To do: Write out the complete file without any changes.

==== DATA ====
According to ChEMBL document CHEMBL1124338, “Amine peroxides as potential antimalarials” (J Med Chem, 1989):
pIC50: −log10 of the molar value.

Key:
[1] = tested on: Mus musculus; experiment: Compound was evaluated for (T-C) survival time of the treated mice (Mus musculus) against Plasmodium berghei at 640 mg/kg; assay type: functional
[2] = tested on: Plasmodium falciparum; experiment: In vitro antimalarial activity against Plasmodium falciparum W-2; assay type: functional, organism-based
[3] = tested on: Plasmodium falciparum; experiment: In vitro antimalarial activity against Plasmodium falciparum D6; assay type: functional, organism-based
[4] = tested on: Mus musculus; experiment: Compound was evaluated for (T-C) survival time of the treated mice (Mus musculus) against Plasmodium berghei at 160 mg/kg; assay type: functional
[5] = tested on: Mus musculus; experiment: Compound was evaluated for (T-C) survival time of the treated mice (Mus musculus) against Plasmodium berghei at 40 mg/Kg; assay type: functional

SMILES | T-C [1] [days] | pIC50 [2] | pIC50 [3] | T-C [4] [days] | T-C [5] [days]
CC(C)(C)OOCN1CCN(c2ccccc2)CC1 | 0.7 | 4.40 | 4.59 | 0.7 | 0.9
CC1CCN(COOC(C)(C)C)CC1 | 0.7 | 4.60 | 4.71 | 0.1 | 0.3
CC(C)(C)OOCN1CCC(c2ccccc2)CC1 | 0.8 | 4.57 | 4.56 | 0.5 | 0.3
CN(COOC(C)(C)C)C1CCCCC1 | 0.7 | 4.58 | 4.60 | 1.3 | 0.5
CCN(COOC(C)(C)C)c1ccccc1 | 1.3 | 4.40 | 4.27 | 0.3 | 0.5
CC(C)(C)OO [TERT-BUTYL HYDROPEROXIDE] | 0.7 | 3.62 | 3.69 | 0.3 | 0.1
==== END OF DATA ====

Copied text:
According to ChEMBL document CHEMBL1124338, “Amine peroxides as potential antimalarials” (J Med Chem, 1989):
pIC50: −log10 of the molar value.

Key:
[1] = tested on: Mus musculus; experiment: Compound was evaluated for (T-C) survival time of the treated mice (Mus musculus) against Plasmodium berghei at 640 mg/kg; assay type: functional
[2] = tested on: Plasmodium falciparum; experiment: In vitro antimalarial activity against Plasmodium falciparum W-2; assay type: functional, organism-based
[3] = tested on: Plasmodium falciparum; experiment: In vitro antimalarial activity against Plasmodium falciparum D6; assay type: functional, organism-based
[4] = tested on: Mus musculus; experiment: Compound was evaluated for (T-C) survival time of the treated mice (Mus musculus) against Plasmodium berghei at 160 mg/kg; assay type: functional
[5] = tested on: Mus musculus; experiment: Compound was evaluated for (T-C) survival time of the treated mice (Mus musculus) against Plasmodium berghei at 40 mg/Kg; assay type: functional

SMILES | T-C [1] [days] | pIC50 [2] | pIC50 [3] | T-C [4] [days] | T-C [5] [days]
CC(C)(C)OOCN1CCN(c2ccccc2)CC1 | 0.7 | 4.40 | 4.59 | 0.7 | 0.9
CC1CCN(COOC(C)(C)C)CC1 | 0.7 | 4.60 | 4.71 | 0.1 | 0.3
CC(C)(C)OOCN1CCC(c2ccccc2)CC1 | 0.8 | 4.57 | 4.56 | 0.5 | 0.3
CN(COOC(C)(C)C)C1CCCCC1 | 0.7 | 4.58 | 4.60 | 1.3 | 0.5
CCN(COOC(C)(C)C)c1ccccc1 | 1.3 | 4.40 | 4.27 | 0.3 | 0.5
CC(C)(C)OO [TERT-BUTYL HYDROPEROXIDE] | 0.7 | 3.62 | 3.69 | 0.3 | 0.1